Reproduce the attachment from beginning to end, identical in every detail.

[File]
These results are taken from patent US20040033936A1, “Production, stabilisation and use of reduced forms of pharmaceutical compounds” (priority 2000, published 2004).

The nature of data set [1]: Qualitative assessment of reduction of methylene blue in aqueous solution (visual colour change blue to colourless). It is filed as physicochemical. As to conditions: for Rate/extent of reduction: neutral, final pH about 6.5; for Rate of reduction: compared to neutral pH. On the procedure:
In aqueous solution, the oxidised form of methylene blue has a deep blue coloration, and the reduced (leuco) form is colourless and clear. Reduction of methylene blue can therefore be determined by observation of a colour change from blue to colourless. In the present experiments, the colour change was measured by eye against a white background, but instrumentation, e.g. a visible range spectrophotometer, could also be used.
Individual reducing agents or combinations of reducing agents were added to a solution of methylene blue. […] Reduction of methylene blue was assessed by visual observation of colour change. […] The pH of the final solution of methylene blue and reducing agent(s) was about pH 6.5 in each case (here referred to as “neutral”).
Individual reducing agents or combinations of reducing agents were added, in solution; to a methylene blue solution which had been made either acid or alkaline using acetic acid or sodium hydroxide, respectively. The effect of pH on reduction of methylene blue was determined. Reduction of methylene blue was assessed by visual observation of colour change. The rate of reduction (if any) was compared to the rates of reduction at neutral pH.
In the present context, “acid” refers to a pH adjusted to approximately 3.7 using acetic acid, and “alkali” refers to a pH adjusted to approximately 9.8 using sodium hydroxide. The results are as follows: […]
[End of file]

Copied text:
These results are taken from patent US20040033936A1, “Production, stabilisation and use of reduced forms of pharmaceutical compounds” (priority 2000, published 2004).

The nature of data set [1]: Qualitative assessment of reduction of methylene blue in aqueous solution (visual colour change blue to colourless). It is filed as physicochemical. As to conditions: for Rate/extent of reduction: neutral, final pH about 6.5; for Rate of reduction: compared to neutral pH. On the procedure:
In aqueous solution, the oxidised form of methylene blue has a deep blue coloration, and the reduced (leuco) form is colourless and clear. Reduction of methylene blue can therefore be determined by observation of a colour change from blue to colourless. In the present experiments, the colour change was measured by eye against a white background, but instrumentation, e.g. a visible range spectrophotometer, could also be used.
Individual reducing agents or combinations of reducing agents were added to a solution of methylene blue. […] Reduction of methylene blue was assessed by visual observation of colour change. […] The pH of the final solution of methylene blue and reducing agent(s) was about pH 6.5 in each case (here referred to as “neutral”).
Individual reducing agents or combinations of reducing agents were added, in solution; to a methylene blue solution which had been made either acid or alkaline using acetic acid or sodium hydroxide, respectively. The effect of pH on reduction of methylene blue was determined. Reduction of methylene blue was assessed by visual observation of colour change. The rate of reduction (if any) was compared to the rates of reduction at neutral pH.
In the present context, “acid” refers to a pH adjusted to approximately 3.7 using acetic acid, and “alkali” refers to a pH adjusted to approximately 9.8 using sodium hydroxide. The results are as follows: […]